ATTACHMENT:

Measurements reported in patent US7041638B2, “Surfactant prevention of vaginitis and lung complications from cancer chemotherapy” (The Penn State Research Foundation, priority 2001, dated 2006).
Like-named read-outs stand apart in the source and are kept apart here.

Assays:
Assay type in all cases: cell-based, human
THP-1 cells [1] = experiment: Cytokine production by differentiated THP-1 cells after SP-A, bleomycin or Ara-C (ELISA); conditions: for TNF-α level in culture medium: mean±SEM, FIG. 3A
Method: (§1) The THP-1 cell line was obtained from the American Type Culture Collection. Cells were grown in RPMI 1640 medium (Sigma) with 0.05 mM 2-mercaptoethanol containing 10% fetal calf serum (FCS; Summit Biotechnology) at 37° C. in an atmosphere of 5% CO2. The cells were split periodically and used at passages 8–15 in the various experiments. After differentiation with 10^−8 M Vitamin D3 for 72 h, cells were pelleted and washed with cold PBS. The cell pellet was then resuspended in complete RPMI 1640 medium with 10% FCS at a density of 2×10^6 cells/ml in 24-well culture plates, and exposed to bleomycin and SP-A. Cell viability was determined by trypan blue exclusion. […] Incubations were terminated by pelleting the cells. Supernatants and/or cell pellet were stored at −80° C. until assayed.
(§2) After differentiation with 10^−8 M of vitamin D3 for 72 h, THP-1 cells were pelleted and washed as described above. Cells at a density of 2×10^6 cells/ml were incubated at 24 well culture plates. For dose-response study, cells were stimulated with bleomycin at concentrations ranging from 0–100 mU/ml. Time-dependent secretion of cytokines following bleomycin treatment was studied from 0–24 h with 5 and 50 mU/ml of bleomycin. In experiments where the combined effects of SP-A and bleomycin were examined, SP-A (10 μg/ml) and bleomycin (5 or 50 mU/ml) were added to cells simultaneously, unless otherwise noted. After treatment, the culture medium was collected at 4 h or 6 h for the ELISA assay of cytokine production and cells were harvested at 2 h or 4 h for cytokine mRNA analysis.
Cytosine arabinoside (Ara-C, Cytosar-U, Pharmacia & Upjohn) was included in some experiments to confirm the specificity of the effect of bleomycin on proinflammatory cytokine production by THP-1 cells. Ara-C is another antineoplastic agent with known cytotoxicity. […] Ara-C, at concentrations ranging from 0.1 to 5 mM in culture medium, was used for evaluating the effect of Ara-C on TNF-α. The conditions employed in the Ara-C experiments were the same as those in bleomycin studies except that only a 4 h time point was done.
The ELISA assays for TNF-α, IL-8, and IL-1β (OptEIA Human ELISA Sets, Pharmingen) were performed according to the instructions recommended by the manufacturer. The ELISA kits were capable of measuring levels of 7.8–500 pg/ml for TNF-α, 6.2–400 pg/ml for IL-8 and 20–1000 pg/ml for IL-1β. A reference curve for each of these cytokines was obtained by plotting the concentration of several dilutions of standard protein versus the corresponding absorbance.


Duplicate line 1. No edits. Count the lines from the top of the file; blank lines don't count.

Measurements reported in patent US7041638B2, “Surfactant prevention of vaginitis and lung complications from cancer chemotherapy” (The Penn State Research Foundation, priority 2001, dated 2006).